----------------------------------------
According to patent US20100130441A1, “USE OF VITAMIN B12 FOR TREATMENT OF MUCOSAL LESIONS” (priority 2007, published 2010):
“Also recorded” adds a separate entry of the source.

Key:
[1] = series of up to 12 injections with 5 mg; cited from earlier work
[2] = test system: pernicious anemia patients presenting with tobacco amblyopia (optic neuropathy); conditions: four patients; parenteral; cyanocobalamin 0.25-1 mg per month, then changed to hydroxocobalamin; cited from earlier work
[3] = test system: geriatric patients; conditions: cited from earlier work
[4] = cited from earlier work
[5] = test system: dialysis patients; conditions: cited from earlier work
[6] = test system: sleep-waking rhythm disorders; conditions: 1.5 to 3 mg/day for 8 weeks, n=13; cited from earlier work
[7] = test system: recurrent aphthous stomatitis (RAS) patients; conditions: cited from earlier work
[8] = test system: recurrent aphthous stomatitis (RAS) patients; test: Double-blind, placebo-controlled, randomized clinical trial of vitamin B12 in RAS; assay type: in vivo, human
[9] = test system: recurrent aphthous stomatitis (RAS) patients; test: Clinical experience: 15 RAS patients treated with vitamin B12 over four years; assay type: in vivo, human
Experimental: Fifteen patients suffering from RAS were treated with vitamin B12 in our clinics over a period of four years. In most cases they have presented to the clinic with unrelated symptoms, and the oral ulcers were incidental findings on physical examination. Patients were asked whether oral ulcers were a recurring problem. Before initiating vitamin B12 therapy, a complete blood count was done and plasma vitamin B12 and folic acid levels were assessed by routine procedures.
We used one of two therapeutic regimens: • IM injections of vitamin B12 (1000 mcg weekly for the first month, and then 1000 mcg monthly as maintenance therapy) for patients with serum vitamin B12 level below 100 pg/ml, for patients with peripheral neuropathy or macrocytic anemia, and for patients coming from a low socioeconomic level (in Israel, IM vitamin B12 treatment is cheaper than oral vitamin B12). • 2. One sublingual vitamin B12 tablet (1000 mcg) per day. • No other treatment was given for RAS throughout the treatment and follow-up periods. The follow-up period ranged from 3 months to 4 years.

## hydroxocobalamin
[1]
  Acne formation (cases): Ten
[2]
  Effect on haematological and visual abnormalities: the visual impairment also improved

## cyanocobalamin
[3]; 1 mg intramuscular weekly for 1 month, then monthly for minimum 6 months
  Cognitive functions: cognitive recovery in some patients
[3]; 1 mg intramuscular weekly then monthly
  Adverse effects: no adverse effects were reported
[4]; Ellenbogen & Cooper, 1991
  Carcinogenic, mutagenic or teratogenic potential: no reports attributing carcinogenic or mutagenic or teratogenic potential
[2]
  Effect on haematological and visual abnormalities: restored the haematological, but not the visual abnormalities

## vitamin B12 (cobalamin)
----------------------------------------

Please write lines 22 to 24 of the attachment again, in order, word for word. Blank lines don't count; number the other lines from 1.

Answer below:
  Cognitive functions: cognitive recovery in some patients
[3]; 1 mg intramuscular weekly then monthly
  Adverse effects: no adverse effects were reported